Abroad, Aquino may be best remembered for presiding over the Philippines’ legal victory over China at the PCA in 2016, but he architected several other notable efforts, too. He expanded the security relationship between Manila and Washington beyond their longtime mutual defense treaty by concluding the ten-year Enhanced Defense Cooperation Agreement, which permitted not only a semi-permanent American military presence in the Philippines for the first time since the early 1990s, but also extended the two countries’ cooperation to maritime security, maritime domain awareness, and humanitarian assistance and disaster relief. Going further afield, he fostered closer security ties with other Asian countries, like India, Japan, and Vietnam. Perhaps his most ambitious and least appreciated achievement was his effort to resurrect the Philippine military’s external defense forces. To do so, he secured the passage of legislation to reform the Philippine government’s defense procurement process and gained support for a 15-year plan to acquire the equipment that the Philippine military would need to mount a “minimum credible deterrence” against Chinese incursions.

In the short term, however, Aquino believed he needed to forcefully respond to China’s increased aggressiveness. Lacking any military capacity of his own, Aquino leaned on the Philippines’ mutual defense treaty with the United States. No doubt, having the world’s strongest military power as a treaty ally is useful, but complete dependence carries its own problems because for Manila to effectively leverage its treaty relationship with Washington, it must be sure that the United States interprets the terms of their treaty in the same way. For example, whereas the Philippines might view the treaty’s terms as covering all its South China Sea claims, the United States might view them as including only the Philippines’ internationally recognized borders. Hence, Manila has long pressed Washington to clarify its interpretation of their treaty. Washington, thinking that ambiguity could help to restrain Manila from taking provocative actions, has been slow to act. Given their country’s dependence on the United States, Philippine leaders have little leverage to push it to act any faster, a fact that has grated on them, whether pro-China or not.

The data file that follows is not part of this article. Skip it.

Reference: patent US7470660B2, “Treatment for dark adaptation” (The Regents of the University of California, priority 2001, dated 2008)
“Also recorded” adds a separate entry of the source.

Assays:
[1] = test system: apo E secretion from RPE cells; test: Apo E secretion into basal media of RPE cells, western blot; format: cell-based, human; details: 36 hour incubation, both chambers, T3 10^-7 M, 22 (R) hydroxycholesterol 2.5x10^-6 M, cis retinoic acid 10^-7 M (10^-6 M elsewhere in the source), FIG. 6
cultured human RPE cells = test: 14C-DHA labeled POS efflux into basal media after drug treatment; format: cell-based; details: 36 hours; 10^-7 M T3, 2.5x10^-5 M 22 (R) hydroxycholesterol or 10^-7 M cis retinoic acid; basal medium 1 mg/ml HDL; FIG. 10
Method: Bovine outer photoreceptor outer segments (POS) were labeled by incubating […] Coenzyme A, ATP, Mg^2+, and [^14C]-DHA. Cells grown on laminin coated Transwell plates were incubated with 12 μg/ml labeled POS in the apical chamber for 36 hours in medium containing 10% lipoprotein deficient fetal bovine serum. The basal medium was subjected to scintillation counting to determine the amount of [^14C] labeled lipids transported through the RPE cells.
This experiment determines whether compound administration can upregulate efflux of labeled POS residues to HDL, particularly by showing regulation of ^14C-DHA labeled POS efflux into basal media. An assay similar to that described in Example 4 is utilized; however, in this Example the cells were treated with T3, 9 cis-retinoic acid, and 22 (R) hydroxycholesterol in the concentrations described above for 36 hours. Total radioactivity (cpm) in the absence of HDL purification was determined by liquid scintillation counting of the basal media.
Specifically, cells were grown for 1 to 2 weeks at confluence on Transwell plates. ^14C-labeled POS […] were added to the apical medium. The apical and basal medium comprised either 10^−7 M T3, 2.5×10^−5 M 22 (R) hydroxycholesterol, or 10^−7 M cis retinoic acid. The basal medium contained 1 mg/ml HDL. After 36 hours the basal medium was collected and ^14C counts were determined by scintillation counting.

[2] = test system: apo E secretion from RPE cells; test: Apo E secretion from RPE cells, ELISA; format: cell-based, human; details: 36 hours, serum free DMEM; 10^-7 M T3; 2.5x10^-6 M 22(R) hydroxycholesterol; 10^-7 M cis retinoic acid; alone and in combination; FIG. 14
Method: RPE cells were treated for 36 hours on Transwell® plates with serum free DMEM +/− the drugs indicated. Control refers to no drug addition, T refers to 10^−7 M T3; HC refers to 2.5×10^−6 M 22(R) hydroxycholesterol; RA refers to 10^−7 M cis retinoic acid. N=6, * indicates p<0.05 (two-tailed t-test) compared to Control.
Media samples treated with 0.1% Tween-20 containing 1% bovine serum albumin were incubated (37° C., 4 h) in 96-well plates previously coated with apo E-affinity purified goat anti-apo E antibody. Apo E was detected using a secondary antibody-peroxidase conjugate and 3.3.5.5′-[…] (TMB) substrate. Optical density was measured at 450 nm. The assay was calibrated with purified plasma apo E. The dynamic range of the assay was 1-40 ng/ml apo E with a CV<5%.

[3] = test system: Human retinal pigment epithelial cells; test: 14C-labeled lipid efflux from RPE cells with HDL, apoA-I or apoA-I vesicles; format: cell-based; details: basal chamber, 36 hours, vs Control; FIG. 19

It also is one of the reasons why the plan to resurrect the Philippine military’s external defense forces has been so important. But to reach the plan’s goals, the Philippines has dedicated less than one percent of its gross domestic product (GDP) to national defense (and only a portion of which is devoted to external defense). Indeed, Manila has allowed its defense budget to slip every year as a percentage of GDP since the late 1990s, despite the rise of a serious challenge from China. Small wonder that the Philippines has fallen behind on its plan. The Philippines will have to increase its defense spending if it hopes to catch up. If it were to spend as much on defense as Vietnam, whose expenditures top two percent of its GDP, the Philippines could far more effectively defend its maritime claims.

Reality Bites